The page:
During the 1910s, Gill and Pepler converted to Roman Catholicism, and became involved with Distributism, a movement that combined their religious faith with the anti-capitalist belief that workers should own land and live off its produce. Together with Desmond Chute, a young wood engraver working for Gill, they founded the Guild of St. Joseph and St. Dominic as a craft community that organized their lives along Distributist principles. The members (originally all male) met for prayers three times a day, and wore the guild’s symbol of a cross on the palm of a hand on their craftsmen’s smocks. There was also a gregarious side to the guild in the plays its members staged, and the community suppers to celebrate special occasions.
Johnston did not join the guild, and was gradually distanced from its members. Chute left Ditchling in 1921 to train for the priesthood, and Gill moved to the Welsh mountains three years later. Despite his departure, artists, designers and artisans continued to flock to the village, and the guild continued, eventually disbanding in 1989.
The critical fortunes of Gill and his contemporaries have oscillated over the years. Gill was embroiled in posthumous controversy when Fiona MacCarthy’s 1989 biography revealed that he conducted incestuous relationships with several relatives, including two of his daughters. Yet interest in his work and Johnston’s has since risen steadily in recent years, reflecting the growing enthusiasm among artists and designers for craftsmanship, folklore and rural communities like the one they formed in Ditchling.
The craft renaissance is partly a reaction against the dominance of digital technology in contemporary life. But for typography designers, there are also parallels between Johnston’s work as a historian in exploring the way in which pioneering 15th-century printers embraced technological change and their own efforts to do so in the digital age.
The museum tells this story with aplomb by combining the work of Ditchling’s artists, designers and craftsmen with their tools, including Pepler’s printing press, in the spirited setting of Adam Richards’s architecture. By juxtaposing the timber and flints of the historic buildings with contemporary materials, like black zinc, he evokes the impact of the smock-clad newcomers on the village, as well as the rural and religious inspirations for their work. The windows offer enticing glimpses of Ditchling life: from the village green and the graveyard, where Johnston and Pepler are buried, to the war memorial with lettering carved to Gill’s design by the loyal Cribb.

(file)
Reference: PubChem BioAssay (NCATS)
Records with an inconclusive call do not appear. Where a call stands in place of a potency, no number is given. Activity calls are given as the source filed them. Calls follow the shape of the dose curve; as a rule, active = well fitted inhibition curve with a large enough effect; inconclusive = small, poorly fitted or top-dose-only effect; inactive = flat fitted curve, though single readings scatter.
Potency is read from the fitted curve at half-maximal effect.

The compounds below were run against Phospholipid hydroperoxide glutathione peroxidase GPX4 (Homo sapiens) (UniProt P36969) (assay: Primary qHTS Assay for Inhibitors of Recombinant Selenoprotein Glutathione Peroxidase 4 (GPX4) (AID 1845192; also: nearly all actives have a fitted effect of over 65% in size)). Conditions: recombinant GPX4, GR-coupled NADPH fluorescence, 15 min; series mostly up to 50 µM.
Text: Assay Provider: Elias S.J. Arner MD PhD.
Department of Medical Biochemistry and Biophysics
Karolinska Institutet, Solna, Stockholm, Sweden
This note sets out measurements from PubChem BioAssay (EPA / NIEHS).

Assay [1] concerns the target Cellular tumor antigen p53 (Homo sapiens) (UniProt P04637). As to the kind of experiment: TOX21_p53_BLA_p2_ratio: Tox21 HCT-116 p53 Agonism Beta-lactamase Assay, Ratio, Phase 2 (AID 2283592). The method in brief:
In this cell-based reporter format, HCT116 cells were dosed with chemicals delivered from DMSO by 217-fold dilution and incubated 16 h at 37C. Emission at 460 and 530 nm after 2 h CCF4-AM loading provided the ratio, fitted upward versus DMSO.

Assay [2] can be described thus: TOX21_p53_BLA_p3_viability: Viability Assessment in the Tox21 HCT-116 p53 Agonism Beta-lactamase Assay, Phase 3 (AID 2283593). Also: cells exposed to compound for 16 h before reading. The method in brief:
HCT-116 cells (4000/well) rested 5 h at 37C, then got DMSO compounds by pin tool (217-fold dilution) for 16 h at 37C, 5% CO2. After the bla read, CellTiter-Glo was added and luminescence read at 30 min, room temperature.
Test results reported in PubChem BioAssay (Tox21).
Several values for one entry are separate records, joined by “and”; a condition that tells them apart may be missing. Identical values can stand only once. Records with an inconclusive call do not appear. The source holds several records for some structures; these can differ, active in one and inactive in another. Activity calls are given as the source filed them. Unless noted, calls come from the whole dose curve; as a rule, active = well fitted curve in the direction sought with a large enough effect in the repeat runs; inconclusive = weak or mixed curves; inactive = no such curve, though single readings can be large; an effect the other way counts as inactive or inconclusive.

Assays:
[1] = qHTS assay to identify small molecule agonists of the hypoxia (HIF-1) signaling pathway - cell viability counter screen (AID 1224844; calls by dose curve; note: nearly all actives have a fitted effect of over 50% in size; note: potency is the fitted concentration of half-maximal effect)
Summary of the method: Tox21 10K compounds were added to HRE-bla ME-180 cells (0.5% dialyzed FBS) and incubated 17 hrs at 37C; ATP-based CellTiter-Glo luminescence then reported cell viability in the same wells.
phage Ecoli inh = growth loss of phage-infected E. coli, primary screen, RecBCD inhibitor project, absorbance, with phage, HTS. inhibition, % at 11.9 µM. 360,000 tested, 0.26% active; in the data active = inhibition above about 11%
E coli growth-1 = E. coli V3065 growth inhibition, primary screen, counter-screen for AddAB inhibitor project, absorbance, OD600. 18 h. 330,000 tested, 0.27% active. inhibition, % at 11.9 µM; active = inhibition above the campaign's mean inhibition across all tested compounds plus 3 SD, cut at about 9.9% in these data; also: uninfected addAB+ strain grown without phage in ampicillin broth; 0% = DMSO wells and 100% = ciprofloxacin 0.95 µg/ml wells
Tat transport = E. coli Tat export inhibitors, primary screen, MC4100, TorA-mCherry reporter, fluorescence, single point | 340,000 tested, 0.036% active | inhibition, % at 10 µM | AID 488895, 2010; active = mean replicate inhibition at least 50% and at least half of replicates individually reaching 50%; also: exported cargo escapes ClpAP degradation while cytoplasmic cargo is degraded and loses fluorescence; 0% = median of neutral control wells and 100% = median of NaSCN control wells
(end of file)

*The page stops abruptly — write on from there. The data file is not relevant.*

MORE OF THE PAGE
October 20, 2015 | by Sadie Stein
It’s no great shock that Leonard Woolf was recorded on film, not when you think about it—after all, the writer, publisher, and widower of Virginia lived into 1969.
And yet! And yet! It seems somehow magical that here he should be, modern and in color, talking about Maynard Keynes for all the world as if he is not a living bridge to a storied past, most of which went as unfilmed—as though Bloomsbury had not belonged to modernity at all, let alone invented it.
There’s less than a minute of footage of Leonard in the video above, and he’s not saying anything particularly revolutionary; just praising his friend Keynes’s famously lively mind. Perhaps because Virginia Woolf was never filmed, Leonard’s sheer normalcy lands with a lot of force. (I say “Leonard” and “Virginia” as if I know them, as if they are public property.) It’s hard not to think of his own words: “Whenever one really knows the facts, one finds that what is accepted by contemporaries or posterity as the truth about them is so distorted or out of focus that it is not worth worrying about.”
Sadie Stein is contributing editor of The Paris Review, and the Daily’s correspondent.